Contractors have long complained that they don’t get enough information in debriefings, those informational meetings contracting officers often grant after they’ve made the award. Well now they have until July 19 to comment on a proposed change to the Defense supplement of the Federal Acquisition Regulation. Prompted by a 2018 provision of the defense authorization law, debriefings would get a big enhancement. For more, Federal Drive with Tom Temin turned to Rogers, Joseph O’Donnell attorney Jeff Chiow.
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Tom Temin: Mr. Chiow, good to have you on.
Jeff Chiow: Thanks Tom, glad to be here.
Tom Temin: So what’s going on with this rule they are responding to a congressional mandate on debriefings? What is the problem that the rule is trying to solve here?
Jeff Chiow: The problem is trying to solve is that there’s been a sense with an industry that they’re not getting a fulsome debrief, and the only way to get more information is to file a protest. And so in part, I think a response to the RAND study that said, what is the problem with procurements and bid protests? And the answer that came out of it was we need more information. And so this law tries to fix that.
Tom Temin: But the counter argument to full debriefings is that the contractors would get more ammunition for their protests.
Jeff Chiow: I think that’s true. It depends upon which client you’re talking about. But certainly, it’s the case that the responsible clients I work with, once they hear and clean story that seems like it’s an uphill battle, they’ll stop that protester or they won’t fine them.
Tom Temin: Alright. So tell us what the proposed rule would do, then how would it change debriefings if it becomes enacted?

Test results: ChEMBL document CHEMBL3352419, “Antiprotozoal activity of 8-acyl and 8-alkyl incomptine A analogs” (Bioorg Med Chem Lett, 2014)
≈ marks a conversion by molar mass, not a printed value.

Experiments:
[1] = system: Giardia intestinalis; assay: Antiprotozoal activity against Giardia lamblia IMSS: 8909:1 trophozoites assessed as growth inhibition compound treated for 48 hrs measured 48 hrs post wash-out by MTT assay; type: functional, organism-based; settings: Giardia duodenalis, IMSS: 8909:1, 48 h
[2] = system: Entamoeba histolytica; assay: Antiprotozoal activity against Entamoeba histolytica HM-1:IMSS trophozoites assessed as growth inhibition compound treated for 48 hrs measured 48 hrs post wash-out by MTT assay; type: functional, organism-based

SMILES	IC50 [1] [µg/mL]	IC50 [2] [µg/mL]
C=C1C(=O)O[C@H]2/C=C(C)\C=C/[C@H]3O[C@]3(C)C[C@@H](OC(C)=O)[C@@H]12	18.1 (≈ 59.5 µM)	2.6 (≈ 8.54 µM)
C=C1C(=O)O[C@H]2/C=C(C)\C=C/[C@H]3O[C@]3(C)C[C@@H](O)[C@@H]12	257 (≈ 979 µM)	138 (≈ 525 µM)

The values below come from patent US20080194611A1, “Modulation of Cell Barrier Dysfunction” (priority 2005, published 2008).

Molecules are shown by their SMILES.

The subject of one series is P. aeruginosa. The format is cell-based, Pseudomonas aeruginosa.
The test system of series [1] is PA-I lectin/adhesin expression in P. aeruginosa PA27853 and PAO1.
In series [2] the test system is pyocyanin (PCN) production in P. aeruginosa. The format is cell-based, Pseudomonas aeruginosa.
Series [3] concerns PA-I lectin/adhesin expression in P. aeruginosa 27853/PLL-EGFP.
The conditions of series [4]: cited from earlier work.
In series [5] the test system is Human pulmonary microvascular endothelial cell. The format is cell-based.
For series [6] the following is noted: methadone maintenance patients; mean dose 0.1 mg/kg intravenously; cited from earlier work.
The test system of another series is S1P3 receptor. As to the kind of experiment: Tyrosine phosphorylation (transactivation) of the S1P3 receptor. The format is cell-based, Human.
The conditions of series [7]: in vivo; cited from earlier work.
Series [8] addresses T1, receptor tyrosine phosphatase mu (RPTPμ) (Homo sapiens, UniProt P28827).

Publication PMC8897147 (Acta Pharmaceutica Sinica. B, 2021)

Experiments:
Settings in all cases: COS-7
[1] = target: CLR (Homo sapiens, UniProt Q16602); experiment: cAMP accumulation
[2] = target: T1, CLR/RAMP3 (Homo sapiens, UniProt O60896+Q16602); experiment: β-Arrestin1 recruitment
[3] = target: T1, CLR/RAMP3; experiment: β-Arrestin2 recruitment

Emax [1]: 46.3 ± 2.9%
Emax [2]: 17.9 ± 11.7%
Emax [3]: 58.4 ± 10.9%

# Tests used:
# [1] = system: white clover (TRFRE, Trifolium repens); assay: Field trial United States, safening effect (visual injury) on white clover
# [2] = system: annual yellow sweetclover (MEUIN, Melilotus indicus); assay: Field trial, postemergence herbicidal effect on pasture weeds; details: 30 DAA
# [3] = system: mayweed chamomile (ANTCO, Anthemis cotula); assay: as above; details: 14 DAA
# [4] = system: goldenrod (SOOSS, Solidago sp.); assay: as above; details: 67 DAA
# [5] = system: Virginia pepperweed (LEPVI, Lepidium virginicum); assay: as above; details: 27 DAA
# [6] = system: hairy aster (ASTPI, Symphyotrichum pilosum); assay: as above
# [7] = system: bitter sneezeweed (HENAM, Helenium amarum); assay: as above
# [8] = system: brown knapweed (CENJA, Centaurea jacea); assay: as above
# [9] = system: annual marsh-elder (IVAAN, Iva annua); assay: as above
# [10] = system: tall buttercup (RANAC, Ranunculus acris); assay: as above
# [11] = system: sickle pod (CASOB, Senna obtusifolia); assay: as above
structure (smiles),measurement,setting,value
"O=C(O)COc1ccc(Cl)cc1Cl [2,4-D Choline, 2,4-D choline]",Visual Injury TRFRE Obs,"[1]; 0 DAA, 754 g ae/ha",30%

Jeff Chiow: Yeah. So in fact, it wouldn’t actually change much, because as soon as the statute came out, the Department of Defense issued a interim guidance that essentially put into effect as requirements. So. So since 2018, DoD contractors have been able to get an enhanced debriefing. And an enhanced debriefing means what relative to a standard debriefing. So there’s lots of detail that we could go into, but let’s just keep it basic, you know, once you get your debrief, and by the way, you should always accept the first date offered, because a lot of timing is tied to that, once you get your debrief, what enhanced debriefing means is you get two business days to ask your follow up questions, then the government has five business days to respond. And then your debriefing is complete when you get those responses.
Tom Temin: Alright. And this would then do what if the new rule would give you more time for all of this?
Jeff Chiow: So all the new rule does is essentially, as I said, give effect to what has already been happening, and it tries to do some clarification. But as I mentioned to you when we were setting up the call, it doesn’t do a great job of that, it actually introduces some confusion that was dealt with in a recent federal circuit case. I can go into that if you’d like me to
Tom Temin: Well, yeah, for the layman, tell us what happened.
Jeff Chiow: Yeah, sure. At the end of the day, the debriefing rules, what they trigger is the timeliness of your bid protest, which will usually file it the Government Accountability Office. And also the provisions of the CICA stay, the CICA stay is the order that stops performance until the protest is resolved. And so the very simple rule is that once the debriefing is completed, then you have five days, not business days, five days to file your GAO bid protest and to get a CICA stay. And so what’s been happening, again, since the law was established back in December of 2017, is you get the extra debriefing questions, you get your answer. And that’s when your five day clock starts ticking. But this little wrinkle that comes up is what if you don’t ask any questions, did your debriefing clock start when you decided not to ask questions, or two days later, when it became evident that you didn’t ask your questions? So again, the federal circuit dealt with this issue and they said, well, if you didn’t ask questions, you don’t get those extra two days.